Prolonged Uncertainty Would Be a Killer for the Port of Halifax
Posted November 2, 2018
Halifax Liberal MP Andy Fillmore’s October 17th column on the future of the Port of Halifax has stimulated a lot of debate.
The difficulty is that he is grappling with the wrong questions.
Fillmore asks whether the southern waterfront is the best site to continue investing in Halterm.
The right question is whether governments want Halifax to continue to be a first-class port for container ships. If they do, then Halterm should either stay where it is or be moved across the harbour to the land formerly occupied by the Imperial Oil refinery.
Moving all the work to Fairview is not an option because the ever-larger ships carrying containers will no longer fit under the bridges.
Moving across the harbour is only viable if there is enough water depth. It would cost something well north of $500 million. The land freed up by moving Halterm would have considerable value, although still a small fraction of that relocation cost. In any event most of the value from land sales would accrue to CN, which owns the rail yards.
All three levels of government should be involved in this question, but since the matter is fundamentally one of urban development, it is clear that Halifax Regional Municipality should take the lead.
Fillmore asks how the Cogswell redevelopment and downtown Halifax will accommodate hundreds of container trucks per day if Halterm stays put. Implicit in that is the assumption that there are no alternatives. There are.
The rail bed from Halterm to Bedford once accommodated two tracks. As advocated by John Risley and others, the unused railbed could accommodate a paved surface wide enough for one-way truck traffic.
Risley argues that the trucks are no wider than the trains that used to pass each other when there were two tracks. Perhaps vehicles confined to rails need less margin for error.
Regardless, a schedule for reversing direction would have to be worked out. If inbound traffic times included 6:30 AM to 9 AM, and outbound included 3:30 PM to 6:00 PM perhaps access could also be granted to the fast buses which are Halifax’s most successful transit service for people not living near the ferries.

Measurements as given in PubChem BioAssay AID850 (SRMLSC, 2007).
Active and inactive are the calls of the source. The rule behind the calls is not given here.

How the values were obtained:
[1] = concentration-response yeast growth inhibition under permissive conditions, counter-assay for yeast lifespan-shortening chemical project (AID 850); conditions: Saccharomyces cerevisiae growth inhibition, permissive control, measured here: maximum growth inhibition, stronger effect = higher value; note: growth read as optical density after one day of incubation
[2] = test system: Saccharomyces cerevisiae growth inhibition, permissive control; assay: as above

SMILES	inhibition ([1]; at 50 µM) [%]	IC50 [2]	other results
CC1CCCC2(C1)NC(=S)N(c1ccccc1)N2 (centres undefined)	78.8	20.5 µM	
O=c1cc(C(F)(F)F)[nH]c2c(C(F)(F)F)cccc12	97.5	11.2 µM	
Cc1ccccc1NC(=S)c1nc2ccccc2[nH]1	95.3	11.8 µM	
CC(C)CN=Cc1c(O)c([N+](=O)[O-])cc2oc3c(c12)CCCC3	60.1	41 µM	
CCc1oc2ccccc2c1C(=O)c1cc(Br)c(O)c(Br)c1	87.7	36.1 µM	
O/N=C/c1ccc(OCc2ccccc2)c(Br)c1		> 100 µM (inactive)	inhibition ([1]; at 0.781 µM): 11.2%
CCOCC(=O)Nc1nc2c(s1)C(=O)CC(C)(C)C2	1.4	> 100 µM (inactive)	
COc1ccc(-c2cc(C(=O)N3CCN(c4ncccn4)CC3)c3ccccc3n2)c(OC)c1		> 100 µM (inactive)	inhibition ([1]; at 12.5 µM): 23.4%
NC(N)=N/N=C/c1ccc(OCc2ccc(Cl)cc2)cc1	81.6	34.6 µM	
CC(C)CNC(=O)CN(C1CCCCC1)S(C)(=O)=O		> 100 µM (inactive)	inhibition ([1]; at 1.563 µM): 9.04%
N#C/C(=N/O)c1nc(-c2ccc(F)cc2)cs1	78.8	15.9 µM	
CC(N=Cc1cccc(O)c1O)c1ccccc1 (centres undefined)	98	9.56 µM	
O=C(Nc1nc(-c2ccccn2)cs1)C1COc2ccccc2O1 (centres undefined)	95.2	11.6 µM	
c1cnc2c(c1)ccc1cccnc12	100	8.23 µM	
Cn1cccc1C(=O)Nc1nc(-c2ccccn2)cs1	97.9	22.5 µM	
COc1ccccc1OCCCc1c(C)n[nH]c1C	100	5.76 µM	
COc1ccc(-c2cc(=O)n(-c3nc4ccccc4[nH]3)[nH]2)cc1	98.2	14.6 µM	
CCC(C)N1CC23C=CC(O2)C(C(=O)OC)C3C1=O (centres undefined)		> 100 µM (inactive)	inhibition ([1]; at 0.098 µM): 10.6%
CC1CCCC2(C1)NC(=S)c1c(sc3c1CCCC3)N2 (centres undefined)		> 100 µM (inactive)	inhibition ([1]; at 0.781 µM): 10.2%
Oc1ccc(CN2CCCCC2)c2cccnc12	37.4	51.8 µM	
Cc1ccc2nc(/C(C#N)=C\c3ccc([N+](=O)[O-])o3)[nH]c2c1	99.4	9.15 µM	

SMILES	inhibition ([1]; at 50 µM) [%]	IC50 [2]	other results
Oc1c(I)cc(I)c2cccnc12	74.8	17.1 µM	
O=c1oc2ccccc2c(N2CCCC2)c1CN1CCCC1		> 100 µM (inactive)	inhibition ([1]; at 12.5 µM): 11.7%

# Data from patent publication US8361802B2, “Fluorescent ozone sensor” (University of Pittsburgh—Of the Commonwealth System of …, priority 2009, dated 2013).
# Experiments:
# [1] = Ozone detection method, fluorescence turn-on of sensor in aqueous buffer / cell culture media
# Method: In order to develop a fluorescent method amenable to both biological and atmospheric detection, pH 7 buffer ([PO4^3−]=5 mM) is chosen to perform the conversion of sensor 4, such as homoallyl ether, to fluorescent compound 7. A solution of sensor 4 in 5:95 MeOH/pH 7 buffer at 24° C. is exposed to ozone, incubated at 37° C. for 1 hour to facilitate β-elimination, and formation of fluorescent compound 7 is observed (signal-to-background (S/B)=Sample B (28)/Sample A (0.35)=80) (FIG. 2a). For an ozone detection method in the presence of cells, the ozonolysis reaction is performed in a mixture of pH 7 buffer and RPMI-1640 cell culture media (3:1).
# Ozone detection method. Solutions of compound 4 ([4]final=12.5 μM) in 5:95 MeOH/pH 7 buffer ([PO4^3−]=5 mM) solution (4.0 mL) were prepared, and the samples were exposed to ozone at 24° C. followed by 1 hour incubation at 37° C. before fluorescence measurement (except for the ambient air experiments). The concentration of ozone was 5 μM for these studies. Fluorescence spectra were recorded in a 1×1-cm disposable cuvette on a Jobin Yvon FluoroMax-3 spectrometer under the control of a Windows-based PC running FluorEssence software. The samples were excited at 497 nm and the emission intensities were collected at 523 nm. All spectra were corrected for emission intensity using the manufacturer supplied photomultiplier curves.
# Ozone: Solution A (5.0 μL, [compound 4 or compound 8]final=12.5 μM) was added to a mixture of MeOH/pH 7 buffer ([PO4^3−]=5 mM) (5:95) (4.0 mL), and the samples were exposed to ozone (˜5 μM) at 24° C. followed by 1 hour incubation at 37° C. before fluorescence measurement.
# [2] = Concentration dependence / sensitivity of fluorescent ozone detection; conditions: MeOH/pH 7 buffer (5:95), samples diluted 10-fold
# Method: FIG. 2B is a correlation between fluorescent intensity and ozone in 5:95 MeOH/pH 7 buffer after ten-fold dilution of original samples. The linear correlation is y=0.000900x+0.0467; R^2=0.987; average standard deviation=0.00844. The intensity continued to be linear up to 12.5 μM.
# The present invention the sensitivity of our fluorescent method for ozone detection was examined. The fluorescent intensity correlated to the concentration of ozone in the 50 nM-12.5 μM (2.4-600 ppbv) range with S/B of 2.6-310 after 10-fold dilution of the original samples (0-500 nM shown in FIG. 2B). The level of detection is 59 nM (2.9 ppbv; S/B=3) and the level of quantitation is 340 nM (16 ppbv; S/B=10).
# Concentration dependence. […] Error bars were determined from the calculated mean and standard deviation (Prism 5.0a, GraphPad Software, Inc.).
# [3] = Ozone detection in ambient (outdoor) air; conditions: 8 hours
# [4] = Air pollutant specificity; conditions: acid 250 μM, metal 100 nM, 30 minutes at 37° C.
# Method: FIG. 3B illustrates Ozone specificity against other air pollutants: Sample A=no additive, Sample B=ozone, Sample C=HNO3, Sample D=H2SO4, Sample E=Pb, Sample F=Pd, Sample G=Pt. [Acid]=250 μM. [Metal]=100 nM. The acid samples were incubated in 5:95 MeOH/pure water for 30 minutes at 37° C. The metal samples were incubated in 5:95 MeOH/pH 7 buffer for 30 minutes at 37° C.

Relocating the Via Rail terminal to Mumford Road or Bedford would facilitate utilization of the paved lane.
Another alternative to trucks clogging downtown streets is a shuttle service for containers to a more easily accessed loading location.
Filmore asks how the city should go about making its decision, and answers by advocating a years long process comparable to that used in the HRM by Design Downtown Halifax Plan.
That plan has been a great success, but it was answering questions about how Halifax’s downtown should be developed, not whether. Fillmore notes that the process took several years.
The port deals with global businesses in shipping, terminal operation, and railways. They make capital commitments that need a long time horizon to be viable.
No decisions benefitting Halifax as a port will be made while uncertainty hangs over its fate. Over several years a series of long-term decisions in favour of other ports would occur and would leave Halifax in a permanently disadvantaged position.
Fillmore is not just another citizen contributing an op-ed. He is the government’s Member of Parliament for Halifax. It would be surprising if he did not consult with caucus and cabinet colleagues when composing his text. It would be astonishing if that text has not already caught the attention of the major players in the industry.
The issue having been raised by Halifax’s Member of Parliament, it must be promptly addressed. Halifax City Council should declare whether it wants Halifax to continue as a first class port for container ships, and if so whether the city is open to considering a relocation.
Whichever direction is chosen, MP Fillmore should urge Ottawa to signal that it will be a supportive partner, in the same way that it has been for the ports of Montreal and Vancouver.
That context having been provided, an engagement process like that used for HRM by Design would be an excellent way to explore how to go about Cogswell redevelopment.
Related ArticlesThe City
- There Is No Business Case For The Football Stadium November 8, 2019
- The Football Stadium is Going To Cost Taxpayers a Lot November 9, 2018
- Investments in Public Spaces Must be Justified On Their Own Merits May 11, 2018